Written by: Kester D. Waters and Michael A. C. Kemper of Ikon Science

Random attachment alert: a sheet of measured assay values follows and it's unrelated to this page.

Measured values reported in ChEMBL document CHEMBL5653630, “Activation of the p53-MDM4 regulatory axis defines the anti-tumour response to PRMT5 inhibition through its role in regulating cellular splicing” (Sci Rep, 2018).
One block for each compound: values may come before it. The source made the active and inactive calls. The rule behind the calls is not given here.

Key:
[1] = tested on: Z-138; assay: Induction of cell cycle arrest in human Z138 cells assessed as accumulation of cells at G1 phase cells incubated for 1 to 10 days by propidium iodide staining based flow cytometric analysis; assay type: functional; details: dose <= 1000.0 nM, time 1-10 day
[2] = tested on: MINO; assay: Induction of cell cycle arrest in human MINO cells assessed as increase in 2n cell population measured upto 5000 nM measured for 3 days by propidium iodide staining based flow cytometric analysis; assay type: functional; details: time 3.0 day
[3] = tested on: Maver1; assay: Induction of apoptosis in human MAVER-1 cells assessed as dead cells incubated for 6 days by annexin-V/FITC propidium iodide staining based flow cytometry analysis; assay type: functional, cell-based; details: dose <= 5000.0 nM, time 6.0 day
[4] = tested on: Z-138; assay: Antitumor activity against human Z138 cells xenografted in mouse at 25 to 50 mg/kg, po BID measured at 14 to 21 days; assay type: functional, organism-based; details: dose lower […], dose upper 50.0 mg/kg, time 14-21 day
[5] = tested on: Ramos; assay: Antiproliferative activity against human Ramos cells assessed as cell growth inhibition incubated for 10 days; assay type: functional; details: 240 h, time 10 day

Full-stack seismic interpretation continues to be the primary means of subsurface interpretation. However, the underlying impact of amplitude variation with offset (AVO) is effectively ignored or overlooked during the full-stack interpretation process. Recent advances in well-logging and rock physics techniques highlight the fact that AVO is a useful tool not only for detection of fluid anomalies, but also for the detection and characterization of lithology. We evaluated an overview of some of the key steps in the rock physics assessment of well logs and seismic data, and highlight the potential to move toward a new convention of interpretation on so-called lithology stacks. Lithology stacks may come in a variety of forms but should form the focus of interpretation efforts in the early part of the exploration and appraisal cycle. Several case studies were used to highlight that subtle fluid effects can only be extracted from the seismic data after careful assessment of the lithology response. These case studies cover a wide geography and variable geology and demonstrate that the techniques we tested are transferable and applicable across many different oil and gas provinces. The use of lithology stacks has many benefits. It allows interpretation on a single stack rather than many different offset or angle stacks. A lithology stack provides a robust, objective framework for lithostratigraphic interpretation and can be calibrated to offset wells when available. They are conceptually simple, repeatable, and transferable, allowing close cooperation across the different subsurface disciplines.
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